The Cult of Personality - Institute for Educational Advancement
cult of personality

The Cult of Personality

by Zadra Rose Ibañez, Director of Operations

Do you remember that song by Living Color? It was about perception, and how we value what we think of as success and achievement, without really understanding everything going on underneath someone’s public persona. 

Sometimes that perception, or others’ expectation of us, can be frustrating. For example, an actor being typecast often complains that they are stifled creatively. Yet every fledging actor wishes they were typecast, because that means you’re known for “something” and will be the person that casting agents think of when they need that trait; essentially, you’re more likely to be a working actor. Similarly you go to a particular restaurant when you want a particular menu item, but unless you’re craving that dish you often don’t think of that restaurant.

Recently, a friend and I were talking about various personality sorters and different ways to categorize yourself.

Keirsey Temperament: E or I? S or N? T or F? J or P?
Sanguine, Phlegmatic, Choleric, or Melancholy?
Red, Blue, Yellow, or Green?
What Enneagram # are you?
What’s your zodiac? Chinese horoscope? Native American Totem Animal?

And then, beyond personality, inherent qualities such as what ethnicity are you? What’s your age? Are you right or left-handed, or ambidextrous?  Are you tall or short? Pitta, vata, kapha? Blond, brunette, or redhead?

And preferences: what’s your favorite sports team?  Are you a dog or cat person? Democrat, Republican or Independent?  Would you rather read a book or watch a movie?

So why is this list of characteristics seemingly non-sequitur? Because that’s how personality is. It’s various facets of ourselves. We are not one thing. We are a combination of facts and figures, circumstances and opinions, experiences and dreams; these combinations make us unique individuals.

It’s fun to find similarities between individuals, because this allows us to identify with a group, to be a part of something and not feel alone.  “You’re an Aquarius? So am I!”  “I love that movie/book/hobby/flavor of ice cream.”  We now have a framework for relating, a jumping off point for future conversations.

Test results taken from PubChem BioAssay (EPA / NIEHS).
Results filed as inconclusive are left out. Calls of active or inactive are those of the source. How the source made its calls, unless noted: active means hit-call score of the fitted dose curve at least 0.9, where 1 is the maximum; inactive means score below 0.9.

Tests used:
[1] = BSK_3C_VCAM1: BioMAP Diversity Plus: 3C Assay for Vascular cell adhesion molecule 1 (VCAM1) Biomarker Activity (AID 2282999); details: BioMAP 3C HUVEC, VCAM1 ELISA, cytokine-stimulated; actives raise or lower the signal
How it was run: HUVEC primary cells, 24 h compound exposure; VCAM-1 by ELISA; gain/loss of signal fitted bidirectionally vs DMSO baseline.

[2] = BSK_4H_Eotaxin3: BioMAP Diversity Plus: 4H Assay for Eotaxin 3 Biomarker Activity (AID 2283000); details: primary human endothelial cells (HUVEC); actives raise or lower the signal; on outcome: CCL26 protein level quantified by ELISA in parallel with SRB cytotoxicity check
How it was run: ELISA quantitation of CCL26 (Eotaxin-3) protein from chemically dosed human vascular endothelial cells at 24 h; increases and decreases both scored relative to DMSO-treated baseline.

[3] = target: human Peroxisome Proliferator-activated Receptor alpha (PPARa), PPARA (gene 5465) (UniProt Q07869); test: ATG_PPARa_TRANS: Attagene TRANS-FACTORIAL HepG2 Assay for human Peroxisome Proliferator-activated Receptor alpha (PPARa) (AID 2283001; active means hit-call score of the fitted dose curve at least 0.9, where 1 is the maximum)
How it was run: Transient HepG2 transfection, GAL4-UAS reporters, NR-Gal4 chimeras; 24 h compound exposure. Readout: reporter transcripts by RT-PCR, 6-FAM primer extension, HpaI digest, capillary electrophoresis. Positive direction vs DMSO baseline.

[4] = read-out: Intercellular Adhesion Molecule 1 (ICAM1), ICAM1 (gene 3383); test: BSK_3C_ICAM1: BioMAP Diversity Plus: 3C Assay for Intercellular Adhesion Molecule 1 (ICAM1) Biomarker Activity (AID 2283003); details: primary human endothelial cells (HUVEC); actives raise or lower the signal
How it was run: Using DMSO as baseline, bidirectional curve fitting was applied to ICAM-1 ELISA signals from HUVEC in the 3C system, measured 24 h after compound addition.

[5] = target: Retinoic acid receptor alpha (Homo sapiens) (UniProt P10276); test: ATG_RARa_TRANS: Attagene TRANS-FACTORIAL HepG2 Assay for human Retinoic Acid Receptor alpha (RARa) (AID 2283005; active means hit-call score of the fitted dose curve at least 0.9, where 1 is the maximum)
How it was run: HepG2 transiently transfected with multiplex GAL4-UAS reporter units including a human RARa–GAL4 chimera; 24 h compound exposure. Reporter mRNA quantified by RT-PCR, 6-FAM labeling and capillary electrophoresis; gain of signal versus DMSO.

And often we do this by deciding what we’re NOT.  “I am NOT a fan of snow.”  “I do NOT like to travel.”  “I am NOT comfortable speaking in front of crowds.”

Sometimes, however, this can be polarizing, creating an “Us vs. Them” situation and lead to discrimination, prejudice and alienation of a person or group.

I frequently come across this when discussing temperament. All the Introverts band together against the Extraverts, and each find behaviors about the other group that annoy them or that they “just don’t get.”

But we are stronger together.  I believe there is more value in finding out where those differences are,  seeking places where others are strong that you are weaker in, so their skills and abilities can complement your own, and vice versa.  This synergy creates a space where gaps in what you can accomplish are filled.  The key is to keep an open mind, and try not to pre-judge.  “Tolerance” is not a strong enough word.  “Acceptance” implies a grudging acquiescence.  I say appreciate, embrace, and celebrate our differences.  We are more than the sum of our parts, both individually, and as community.

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1Comment
  • Winnie Custodio
    Posted at 08:43h, 29 September Reply

    Very engaging article. It is very relevant in the classroom where there is an aggregate of students with different personalities. That’s why a good teacher is a good psychologist as well. He/she should be aware of the different personalities of their students and learn how to deal with them accordingly- building on their strengths and embracing their weaknesses. Nonetheless, every student, with their unique attitudes and tendencies should be taught how to acknowledge diversity in the classroom and learn to how to cope and grow with each other.

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